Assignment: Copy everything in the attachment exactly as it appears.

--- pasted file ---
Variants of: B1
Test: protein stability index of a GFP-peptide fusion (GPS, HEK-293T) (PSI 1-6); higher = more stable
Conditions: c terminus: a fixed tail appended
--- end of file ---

Variants of: B1
Test: protein stability index of a GFP-peptide fusion (GPS, HEK-293T) (PSI 1-6); higher = more stable
Conditions: c terminus: a fixed tail appended